Monday, April 18, 2011

Refuting the Claims Against E-Voting Systems

Picture: lowjumpingfrog
The world is moving toward an increasingly paperless society. Email and scanners have rendered fax machines virtually obsolete. Credit and debit cards mean paper money isn't as necessary as it once was. Why is it, then, that so many countries around the globe still make use of manual voting systems for their elections rather than opting for a more efficient electronic voting ("e-voting") system instead?

Oftentimes, the people who argue against the use of e-voting are not necessarily cognizant of the specifics of e-voting. They may be political or opinion leaders, to be sure, but further investigation can reveal that their points of contention are not as powerful as they may seem. Let's explore some of the common attacks against e-voting and how these attacks can be refuted.

"Computer code can be hacked."

It is a common misconception that all e-voting systems do not offer a paper trail. In fact, many of these systems are designed so that the machine prints out a confirmation slip upon the registration of the vote. This helps to ensure transparency. Also, this can aid in the anonymity of a vote. That said, the paper trail by itself doesn’t remove some doubts about hackers having the possibility to manipulate the code before, during, or after a vote is cast. So, based on this, should e-voting be dismissed?

No. With the right backup systems in place, as well as the right checks and balances, the electronic ballot is actually more secure than its paper-based counterpart. Using sophisticated encryption and security settings, an e-vote based election will be just as secure as the government storage of other important and confidential information. These systems are even more secure than some security systems used by major banks.

"A computer may misinterpret voter intent."

The likelihood of that an error in the device or code used could result in an inaccurate recording of a vote is much lower with an electronic ballot than with a paper one. Paper ballots that are marked incorrectly need to be discarded. The voter may have not clearly indicated a single decision, marked multiple boxes, or had the initial marking smudged and rendered illegible. It is also possible that a voter could read the wrong name and thus mark the wrong box.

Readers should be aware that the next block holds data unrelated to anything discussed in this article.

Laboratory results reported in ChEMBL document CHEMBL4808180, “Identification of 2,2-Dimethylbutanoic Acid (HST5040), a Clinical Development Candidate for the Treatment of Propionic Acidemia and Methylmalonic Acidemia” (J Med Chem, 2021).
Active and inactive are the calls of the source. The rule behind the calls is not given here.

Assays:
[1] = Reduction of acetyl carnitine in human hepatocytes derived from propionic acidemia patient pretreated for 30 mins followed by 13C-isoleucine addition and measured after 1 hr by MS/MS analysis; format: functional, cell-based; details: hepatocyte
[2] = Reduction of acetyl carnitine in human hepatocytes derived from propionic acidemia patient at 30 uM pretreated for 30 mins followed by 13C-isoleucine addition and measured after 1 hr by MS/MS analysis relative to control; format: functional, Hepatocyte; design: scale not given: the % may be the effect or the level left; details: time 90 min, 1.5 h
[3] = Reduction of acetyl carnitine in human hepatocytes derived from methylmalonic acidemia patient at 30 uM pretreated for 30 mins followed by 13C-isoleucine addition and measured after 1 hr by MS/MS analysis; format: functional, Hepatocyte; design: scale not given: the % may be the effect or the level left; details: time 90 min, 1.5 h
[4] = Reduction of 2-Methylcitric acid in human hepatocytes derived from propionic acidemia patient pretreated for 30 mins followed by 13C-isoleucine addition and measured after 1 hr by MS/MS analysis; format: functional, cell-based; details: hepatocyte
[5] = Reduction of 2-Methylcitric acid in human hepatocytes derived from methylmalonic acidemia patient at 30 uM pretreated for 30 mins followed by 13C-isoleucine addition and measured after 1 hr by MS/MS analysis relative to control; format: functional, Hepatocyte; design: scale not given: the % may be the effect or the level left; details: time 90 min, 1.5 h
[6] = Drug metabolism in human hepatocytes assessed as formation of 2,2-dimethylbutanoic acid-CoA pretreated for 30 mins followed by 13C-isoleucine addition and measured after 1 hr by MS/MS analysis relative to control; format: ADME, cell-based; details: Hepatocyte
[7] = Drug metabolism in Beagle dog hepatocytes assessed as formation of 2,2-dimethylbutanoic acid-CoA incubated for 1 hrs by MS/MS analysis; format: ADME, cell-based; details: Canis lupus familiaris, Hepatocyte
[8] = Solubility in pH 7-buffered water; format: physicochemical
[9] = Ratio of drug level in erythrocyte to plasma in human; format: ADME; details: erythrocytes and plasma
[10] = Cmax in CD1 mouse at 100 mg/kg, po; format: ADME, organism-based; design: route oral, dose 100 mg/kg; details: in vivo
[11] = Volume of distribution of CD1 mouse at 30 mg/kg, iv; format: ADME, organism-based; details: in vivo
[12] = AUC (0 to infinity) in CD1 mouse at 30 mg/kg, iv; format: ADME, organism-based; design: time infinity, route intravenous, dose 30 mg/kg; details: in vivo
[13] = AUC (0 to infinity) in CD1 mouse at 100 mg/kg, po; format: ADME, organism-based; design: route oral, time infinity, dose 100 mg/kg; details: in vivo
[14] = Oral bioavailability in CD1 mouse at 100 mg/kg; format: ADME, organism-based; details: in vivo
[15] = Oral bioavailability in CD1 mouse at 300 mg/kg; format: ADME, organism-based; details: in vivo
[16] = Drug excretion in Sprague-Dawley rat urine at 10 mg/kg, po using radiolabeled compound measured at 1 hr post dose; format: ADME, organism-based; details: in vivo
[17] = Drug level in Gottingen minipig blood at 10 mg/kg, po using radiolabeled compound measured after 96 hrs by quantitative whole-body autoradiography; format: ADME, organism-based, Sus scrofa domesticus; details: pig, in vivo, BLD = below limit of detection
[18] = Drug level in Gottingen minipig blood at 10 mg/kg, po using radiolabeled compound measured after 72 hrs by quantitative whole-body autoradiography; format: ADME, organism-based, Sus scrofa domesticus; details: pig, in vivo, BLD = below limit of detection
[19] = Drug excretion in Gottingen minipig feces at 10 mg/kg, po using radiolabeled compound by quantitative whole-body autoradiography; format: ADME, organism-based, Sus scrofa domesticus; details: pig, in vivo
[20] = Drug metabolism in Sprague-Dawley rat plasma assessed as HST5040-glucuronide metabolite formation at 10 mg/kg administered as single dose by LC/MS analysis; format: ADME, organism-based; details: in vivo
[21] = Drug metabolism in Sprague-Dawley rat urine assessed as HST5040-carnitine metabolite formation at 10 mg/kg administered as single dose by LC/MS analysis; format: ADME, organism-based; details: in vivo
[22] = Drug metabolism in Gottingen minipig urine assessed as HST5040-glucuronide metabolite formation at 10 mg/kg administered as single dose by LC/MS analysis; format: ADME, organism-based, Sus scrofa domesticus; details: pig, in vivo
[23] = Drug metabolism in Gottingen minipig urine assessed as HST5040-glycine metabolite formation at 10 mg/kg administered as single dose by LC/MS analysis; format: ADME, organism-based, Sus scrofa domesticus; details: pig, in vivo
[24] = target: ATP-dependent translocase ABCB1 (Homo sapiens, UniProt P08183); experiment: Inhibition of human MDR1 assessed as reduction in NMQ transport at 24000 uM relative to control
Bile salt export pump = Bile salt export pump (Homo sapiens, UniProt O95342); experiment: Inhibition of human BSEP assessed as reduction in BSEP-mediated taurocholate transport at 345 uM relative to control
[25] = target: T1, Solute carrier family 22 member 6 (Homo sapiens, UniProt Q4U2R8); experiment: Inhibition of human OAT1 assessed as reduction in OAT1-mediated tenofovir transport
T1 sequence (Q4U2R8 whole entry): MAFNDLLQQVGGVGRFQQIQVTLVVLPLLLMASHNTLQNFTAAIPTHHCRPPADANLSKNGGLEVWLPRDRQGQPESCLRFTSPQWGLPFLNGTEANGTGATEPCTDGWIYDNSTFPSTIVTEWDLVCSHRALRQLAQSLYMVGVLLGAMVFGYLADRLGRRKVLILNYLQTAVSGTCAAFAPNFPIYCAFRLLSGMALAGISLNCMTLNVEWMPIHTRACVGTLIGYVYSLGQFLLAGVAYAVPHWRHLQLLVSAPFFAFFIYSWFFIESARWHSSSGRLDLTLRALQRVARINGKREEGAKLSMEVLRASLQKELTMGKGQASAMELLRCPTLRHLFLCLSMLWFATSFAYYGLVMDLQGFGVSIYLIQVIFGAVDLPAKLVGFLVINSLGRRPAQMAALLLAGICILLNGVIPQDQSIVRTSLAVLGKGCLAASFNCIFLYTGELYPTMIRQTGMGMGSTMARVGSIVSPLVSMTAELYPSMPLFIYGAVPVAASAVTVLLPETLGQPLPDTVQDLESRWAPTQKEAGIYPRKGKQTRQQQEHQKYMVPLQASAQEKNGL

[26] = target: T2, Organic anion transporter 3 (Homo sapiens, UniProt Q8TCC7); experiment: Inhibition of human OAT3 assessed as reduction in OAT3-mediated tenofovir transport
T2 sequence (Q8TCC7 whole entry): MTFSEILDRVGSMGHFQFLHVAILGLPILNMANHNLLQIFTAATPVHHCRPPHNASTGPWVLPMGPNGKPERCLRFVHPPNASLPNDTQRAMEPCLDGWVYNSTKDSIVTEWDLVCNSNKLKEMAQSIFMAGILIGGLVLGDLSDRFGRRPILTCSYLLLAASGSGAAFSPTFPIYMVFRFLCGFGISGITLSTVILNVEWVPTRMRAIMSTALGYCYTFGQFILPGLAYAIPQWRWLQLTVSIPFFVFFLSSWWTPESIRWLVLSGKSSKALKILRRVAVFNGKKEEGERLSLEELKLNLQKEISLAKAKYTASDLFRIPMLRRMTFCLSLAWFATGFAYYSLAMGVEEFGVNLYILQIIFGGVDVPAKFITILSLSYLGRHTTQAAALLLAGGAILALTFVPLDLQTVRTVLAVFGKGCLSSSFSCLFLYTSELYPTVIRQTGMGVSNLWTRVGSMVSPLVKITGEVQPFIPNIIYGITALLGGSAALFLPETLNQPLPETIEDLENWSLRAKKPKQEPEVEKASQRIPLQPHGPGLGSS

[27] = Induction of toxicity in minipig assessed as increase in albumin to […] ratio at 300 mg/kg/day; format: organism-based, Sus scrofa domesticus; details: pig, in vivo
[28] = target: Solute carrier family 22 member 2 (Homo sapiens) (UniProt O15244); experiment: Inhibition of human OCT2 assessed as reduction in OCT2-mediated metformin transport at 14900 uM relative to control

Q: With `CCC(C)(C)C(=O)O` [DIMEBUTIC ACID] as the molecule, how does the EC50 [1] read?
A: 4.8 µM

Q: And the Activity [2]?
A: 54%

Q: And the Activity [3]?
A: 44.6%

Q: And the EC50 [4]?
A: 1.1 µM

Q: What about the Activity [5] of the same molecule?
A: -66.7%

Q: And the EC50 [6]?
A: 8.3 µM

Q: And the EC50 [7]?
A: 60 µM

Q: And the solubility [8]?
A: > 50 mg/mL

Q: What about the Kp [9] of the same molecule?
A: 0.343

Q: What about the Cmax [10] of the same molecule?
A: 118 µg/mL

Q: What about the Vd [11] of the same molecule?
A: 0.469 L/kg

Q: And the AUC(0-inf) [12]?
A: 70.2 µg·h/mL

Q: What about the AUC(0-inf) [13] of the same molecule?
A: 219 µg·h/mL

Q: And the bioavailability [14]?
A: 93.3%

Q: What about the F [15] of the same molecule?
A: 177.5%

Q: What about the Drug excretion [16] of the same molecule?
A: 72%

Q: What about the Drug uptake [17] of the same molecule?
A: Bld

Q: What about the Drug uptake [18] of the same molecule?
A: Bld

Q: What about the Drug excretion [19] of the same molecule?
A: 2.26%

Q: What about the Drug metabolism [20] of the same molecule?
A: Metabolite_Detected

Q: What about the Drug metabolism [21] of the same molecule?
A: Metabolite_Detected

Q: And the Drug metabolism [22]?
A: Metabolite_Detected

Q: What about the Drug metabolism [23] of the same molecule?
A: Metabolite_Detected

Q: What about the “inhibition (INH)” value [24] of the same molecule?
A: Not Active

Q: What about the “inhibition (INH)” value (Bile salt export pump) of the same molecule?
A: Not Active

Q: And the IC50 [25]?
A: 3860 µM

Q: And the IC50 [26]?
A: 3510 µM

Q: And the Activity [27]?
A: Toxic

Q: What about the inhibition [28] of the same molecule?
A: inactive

Using the example of a touchscreen electronic voting system, the voter simply taps his or her choice on the screen. The voter can choose one and only one candidate (if that is how the election is configured by law), minimizing the possibility of discarded ballots and maximizing the likelihood of correctly recording the voter's true intent. Voters with disabilities can also have greater access, overcoming physical hurdles that may have otherwise prevented them from exercising their civil right to vote by themselves.

"Data can be intercepted or stolen."

With a paper-based vote, the ballots boxes need to be physically transported to the appropriate location and the ballots need to be counted by hand. This gives the appearance of security and reliability, but it is very much susceptible to human error too.

When a vote is recorded electronically, the data is already securely stored on a central server or computer. The computer can then accurately tabulate the results of the election in a much more expedient and efficient manner than people can.

By having the ballots go through fewer human hands, the chances of corruption or manipulation of the data are lowered significantly as well.

Just as paper cash register rolls are being replaced by advanced spreadsheets and other software, the same trend is quickly emerging with voting systems too. The electronic ballot isn't the wave of the future; it is what is needed for the present.